Latest in Developing countries

Image credit:

United Nations identifies e-waste as an urgent and growing problem, wants change

Vlad Savov
02.23.10
Share
Tweet
Share
Save

Sponsored Links

E-waste might be one of the biggest misnomers in the history of nomery -- the image it creates in the mind is of a bunch of email and document files clogging up your local internet pipes. The reality of it is that electronic waste is rapidly populating ever-growing landfill areas in so-called developing countries (they're poor, just call a spade a spade) and the issue has now garnered the attention of the United Nations. The UN Environment Programme has issued a wideranging report warning that e-waste in China and South Africa could double or even quadruple within the next decade, whereas India could experience a five-fold rise. Major hazards exist in the unregulated and informal recycling of circuit boards and techno gadgets, as processes like backyard incineration for the retrieval of gold generate toxic gases while also being wildly inefficient. The whole point of the report is to encourage some global cooperation in setting up modern and safe recycling facilities in the affected countries to ameliorate the problem, though being generally more careful in our consumption and disposal of electronics wouldn't do the environment's chances any harm either.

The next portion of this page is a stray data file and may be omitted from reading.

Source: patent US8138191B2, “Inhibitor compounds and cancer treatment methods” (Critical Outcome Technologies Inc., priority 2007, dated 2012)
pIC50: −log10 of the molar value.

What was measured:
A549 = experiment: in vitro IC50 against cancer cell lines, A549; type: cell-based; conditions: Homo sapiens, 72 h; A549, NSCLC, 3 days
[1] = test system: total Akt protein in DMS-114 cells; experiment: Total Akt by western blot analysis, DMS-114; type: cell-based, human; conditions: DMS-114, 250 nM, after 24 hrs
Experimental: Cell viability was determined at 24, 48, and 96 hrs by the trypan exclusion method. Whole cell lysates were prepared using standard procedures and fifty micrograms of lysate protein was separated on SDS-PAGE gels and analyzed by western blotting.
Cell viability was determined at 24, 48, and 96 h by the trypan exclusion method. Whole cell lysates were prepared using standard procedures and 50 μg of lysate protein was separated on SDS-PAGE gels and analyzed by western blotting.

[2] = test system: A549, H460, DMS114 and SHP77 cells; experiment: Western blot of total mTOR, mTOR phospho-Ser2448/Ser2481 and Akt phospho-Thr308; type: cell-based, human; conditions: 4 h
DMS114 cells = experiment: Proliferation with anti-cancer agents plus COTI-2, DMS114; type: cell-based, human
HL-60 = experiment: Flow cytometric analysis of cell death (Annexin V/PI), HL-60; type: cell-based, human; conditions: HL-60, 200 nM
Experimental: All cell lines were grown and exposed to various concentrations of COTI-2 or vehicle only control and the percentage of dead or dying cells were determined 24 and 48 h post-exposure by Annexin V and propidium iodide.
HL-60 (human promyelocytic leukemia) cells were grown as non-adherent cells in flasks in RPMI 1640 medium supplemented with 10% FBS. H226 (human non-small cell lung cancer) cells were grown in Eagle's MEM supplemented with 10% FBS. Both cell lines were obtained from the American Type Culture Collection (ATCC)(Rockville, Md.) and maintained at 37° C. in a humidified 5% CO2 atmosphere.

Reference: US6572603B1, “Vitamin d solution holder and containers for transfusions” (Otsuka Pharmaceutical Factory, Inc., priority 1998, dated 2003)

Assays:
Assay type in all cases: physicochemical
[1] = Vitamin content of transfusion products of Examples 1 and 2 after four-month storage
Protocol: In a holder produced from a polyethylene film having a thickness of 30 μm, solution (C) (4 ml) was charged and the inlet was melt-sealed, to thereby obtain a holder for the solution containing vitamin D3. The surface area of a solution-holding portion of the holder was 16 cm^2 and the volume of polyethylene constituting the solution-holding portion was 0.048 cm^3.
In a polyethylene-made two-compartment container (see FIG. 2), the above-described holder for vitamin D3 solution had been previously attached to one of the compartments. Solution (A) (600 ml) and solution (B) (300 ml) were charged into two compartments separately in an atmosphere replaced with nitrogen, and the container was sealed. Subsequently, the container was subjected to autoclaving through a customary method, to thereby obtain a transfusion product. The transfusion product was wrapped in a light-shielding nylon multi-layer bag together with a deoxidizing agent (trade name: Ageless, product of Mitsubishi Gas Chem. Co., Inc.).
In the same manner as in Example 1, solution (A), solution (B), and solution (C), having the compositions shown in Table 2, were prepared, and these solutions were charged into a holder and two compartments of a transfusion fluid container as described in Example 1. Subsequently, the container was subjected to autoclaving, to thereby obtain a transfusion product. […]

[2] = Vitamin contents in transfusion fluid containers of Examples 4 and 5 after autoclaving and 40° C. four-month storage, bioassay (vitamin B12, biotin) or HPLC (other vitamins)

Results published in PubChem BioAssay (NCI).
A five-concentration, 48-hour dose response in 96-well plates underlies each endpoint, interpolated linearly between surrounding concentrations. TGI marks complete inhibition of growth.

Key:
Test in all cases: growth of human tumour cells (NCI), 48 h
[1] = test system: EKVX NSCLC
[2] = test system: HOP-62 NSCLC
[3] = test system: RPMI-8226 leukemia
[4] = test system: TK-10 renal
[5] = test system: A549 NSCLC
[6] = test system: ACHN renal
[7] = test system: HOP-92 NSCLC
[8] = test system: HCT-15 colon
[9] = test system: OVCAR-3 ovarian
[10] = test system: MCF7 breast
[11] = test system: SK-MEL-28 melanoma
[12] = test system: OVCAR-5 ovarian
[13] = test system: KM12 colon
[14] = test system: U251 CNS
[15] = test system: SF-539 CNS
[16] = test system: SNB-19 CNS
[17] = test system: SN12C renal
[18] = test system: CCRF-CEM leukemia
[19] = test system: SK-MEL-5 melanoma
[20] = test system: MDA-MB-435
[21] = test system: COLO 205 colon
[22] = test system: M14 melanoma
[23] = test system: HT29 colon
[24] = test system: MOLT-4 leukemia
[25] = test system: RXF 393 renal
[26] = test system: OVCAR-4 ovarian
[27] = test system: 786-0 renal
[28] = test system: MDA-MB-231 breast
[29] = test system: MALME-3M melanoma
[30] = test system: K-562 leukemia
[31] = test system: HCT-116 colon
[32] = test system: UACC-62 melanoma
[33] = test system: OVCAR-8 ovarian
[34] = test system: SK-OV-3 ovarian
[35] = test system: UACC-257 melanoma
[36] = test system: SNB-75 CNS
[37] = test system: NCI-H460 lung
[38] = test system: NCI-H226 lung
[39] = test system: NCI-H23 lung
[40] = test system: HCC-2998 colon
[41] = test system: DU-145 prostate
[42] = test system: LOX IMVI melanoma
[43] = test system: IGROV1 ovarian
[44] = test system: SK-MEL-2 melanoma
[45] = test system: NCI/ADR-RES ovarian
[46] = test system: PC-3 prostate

All products recommended by Engadget are selected by our editorial team, independent of our parent company. Some of our stories include affiliate links. If you buy something through one of these links, we may earn an affiliate commission.
Share
Tweet
Share
Save

Popular on Engadget

Engadget's 2019 Back-to-School Guide

Engadget's 2019 Back-to-School Guide

View
Hyundai teases all-electric concept '45' for Frankfurt

Hyundai teases all-electric concept '45' for Frankfurt

View
iPhone Pro, new iPad and 16-inch MacBook Pro details emerge

iPhone Pro, new iPad and 16-inch MacBook Pro details emerge

View
Russia tests new Soyuz rocket by sending a humanoid robot to the ISS

Russia tests new Soyuz rocket by sending a humanoid robot to the ISS

View
Android Q is now simply Android 10

Android Q is now simply Android 10

View

From around the web

Page 1Page 1ear iconeye iconFill 23text filevr